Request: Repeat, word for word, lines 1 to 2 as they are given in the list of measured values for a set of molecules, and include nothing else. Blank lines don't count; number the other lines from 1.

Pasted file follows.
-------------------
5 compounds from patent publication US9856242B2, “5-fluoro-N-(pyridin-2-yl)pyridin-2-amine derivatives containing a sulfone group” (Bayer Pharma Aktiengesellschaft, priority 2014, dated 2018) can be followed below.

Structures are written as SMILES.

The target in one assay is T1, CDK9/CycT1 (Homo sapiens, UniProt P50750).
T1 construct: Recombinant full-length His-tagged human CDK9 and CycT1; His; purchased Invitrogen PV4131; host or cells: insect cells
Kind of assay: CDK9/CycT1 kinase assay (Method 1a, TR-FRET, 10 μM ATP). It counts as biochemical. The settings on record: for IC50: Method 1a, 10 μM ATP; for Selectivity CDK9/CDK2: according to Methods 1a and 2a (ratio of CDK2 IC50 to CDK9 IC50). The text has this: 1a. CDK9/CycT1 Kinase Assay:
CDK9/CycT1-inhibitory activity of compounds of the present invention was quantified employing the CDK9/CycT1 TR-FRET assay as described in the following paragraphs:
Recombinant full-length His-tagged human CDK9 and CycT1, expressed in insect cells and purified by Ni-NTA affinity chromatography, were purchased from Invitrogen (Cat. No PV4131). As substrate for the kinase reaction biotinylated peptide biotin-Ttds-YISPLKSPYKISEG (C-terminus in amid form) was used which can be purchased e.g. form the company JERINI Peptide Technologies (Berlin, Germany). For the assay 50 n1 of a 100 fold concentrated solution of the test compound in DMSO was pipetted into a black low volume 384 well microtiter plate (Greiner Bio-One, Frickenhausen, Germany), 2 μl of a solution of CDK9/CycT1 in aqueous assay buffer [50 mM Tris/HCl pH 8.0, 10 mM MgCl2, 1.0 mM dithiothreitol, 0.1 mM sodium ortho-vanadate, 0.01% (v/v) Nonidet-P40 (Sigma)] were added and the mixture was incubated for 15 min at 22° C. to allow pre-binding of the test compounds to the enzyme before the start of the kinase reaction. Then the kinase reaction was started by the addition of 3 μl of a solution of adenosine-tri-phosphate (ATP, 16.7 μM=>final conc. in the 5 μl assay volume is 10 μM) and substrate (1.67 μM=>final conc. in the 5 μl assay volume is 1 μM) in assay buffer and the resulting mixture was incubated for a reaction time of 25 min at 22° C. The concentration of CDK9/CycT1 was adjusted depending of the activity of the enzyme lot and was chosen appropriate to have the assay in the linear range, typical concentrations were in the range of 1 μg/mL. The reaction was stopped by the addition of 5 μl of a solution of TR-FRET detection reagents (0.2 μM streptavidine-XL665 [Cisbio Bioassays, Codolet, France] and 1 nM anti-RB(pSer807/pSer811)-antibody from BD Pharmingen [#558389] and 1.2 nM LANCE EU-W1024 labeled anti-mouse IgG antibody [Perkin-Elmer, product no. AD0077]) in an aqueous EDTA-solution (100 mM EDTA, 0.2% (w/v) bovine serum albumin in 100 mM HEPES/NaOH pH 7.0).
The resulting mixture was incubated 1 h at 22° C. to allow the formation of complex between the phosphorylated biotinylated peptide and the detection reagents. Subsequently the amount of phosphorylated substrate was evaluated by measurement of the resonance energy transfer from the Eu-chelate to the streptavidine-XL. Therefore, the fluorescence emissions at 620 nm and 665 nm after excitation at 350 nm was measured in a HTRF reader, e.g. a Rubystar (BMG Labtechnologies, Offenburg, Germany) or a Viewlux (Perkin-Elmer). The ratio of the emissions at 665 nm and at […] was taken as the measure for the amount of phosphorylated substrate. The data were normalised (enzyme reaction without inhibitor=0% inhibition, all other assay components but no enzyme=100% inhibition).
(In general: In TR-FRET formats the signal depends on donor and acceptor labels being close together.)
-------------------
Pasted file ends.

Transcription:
5 compounds from patent publication US9856242B2, “5-fluoro-N-(pyridin-2-yl)pyridin-2-amine derivatives containing a sulfone group” (Bayer Pharma Aktiengesellschaft, priority 2014, dated 2018) can be followed below.

Structures are written as SMILES.